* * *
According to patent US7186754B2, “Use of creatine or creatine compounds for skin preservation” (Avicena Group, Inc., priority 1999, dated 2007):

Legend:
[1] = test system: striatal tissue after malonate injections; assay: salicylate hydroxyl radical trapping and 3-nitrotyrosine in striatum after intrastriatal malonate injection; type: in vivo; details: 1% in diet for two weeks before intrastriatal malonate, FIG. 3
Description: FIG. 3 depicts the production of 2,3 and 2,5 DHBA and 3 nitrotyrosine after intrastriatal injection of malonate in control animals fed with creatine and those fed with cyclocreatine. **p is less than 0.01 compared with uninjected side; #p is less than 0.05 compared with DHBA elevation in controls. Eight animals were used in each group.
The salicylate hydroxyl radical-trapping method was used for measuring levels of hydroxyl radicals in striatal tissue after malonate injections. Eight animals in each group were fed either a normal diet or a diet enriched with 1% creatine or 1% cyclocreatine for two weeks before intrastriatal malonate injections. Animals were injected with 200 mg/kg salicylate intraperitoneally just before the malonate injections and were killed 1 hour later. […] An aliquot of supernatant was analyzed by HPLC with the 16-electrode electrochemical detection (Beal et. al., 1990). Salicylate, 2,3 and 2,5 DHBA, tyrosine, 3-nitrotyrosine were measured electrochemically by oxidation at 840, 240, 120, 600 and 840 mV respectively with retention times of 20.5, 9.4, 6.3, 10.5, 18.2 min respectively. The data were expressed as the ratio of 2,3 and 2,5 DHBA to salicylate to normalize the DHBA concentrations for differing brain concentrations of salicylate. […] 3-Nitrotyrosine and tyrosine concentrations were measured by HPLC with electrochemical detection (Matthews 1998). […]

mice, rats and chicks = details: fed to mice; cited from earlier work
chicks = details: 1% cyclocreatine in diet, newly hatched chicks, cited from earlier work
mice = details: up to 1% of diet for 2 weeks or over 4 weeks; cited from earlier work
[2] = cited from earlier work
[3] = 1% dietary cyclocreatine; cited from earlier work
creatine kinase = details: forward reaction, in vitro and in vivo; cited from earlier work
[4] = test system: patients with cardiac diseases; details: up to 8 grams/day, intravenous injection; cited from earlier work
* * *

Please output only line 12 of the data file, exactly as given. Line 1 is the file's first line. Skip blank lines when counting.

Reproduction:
[4] = test system: patients with cardiac diseases; details: up to 8 grams/day, intravenous injection; cited from earlier work